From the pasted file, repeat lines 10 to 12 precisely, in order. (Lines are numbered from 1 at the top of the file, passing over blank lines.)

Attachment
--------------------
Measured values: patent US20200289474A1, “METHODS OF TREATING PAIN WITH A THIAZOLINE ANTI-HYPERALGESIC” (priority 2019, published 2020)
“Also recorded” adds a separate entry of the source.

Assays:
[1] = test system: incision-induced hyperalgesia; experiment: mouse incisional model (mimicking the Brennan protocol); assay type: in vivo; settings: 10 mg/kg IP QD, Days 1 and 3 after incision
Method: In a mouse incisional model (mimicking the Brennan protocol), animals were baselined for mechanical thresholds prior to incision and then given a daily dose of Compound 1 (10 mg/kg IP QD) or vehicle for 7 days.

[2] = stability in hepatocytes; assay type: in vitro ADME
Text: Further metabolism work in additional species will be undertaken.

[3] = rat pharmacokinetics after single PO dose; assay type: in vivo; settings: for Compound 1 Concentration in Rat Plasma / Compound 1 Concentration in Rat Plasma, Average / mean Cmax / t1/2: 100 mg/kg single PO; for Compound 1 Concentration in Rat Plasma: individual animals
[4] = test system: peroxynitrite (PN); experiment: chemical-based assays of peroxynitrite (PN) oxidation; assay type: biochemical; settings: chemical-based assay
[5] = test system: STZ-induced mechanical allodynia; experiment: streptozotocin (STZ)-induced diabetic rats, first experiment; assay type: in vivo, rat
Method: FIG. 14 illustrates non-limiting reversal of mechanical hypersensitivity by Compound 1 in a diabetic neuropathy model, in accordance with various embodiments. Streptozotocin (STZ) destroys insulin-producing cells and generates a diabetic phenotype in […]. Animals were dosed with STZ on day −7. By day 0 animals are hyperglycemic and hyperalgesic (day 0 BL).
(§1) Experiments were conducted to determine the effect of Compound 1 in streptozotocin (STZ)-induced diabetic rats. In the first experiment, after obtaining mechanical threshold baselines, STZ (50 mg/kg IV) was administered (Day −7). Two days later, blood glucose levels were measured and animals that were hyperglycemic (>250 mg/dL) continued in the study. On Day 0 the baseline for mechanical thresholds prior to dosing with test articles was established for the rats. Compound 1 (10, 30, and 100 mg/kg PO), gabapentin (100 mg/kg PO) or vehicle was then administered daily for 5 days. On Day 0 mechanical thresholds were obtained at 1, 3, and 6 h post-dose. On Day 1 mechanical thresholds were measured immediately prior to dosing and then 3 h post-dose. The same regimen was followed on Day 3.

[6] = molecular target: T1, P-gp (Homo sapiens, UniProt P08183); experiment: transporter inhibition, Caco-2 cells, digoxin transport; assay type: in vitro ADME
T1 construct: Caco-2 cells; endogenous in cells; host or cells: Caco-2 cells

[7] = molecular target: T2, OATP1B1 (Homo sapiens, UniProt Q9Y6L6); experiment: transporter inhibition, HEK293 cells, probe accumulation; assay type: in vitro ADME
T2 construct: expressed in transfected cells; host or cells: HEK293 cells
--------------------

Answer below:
[5] = test system: STZ-induced mechanical allodynia; experiment: streptozotocin (STZ)-induced diabetic rats, first experiment; assay type: in vivo, rat
Method: FIG. 14 illustrates non-limiting reversal of mechanical hypersensitivity by Compound 1 in a diabetic neuropathy model, in accordance with various embodiments. Streptozotocin (STZ) destroys insulin-producing cells and generates a diabetic phenotype in […]. Animals were dosed with STZ on day −7. By day 0 animals are hyperglycemic and hyperalgesic (day 0 BL).
(§1) Experiments were conducted to determine the effect of Compound 1 in streptozotocin (STZ)-induced diabetic rats. In the first experiment, after obtaining mechanical threshold baselines, STZ (50 mg/kg IV) was administered (Day −7). Two days later, blood glucose levels were measured and animals that were hyperglycemic (>250 mg/dL) continued in the study. On Day 0 the baseline for mechanical thresholds prior to dosing with test articles was established for the rats. Compound 1 (10, 30, and 100 mg/kg PO), gabapentin (100 mg/kg PO) or vehicle was then administered daily for 5 days. On Day 0 mechanical thresholds were obtained at 1, 3, and 6 h post-dose. On Day 1 mechanical thresholds were measured immediately prior to dosing and then 3 h post-dose. The same regimen was followed on Day 3.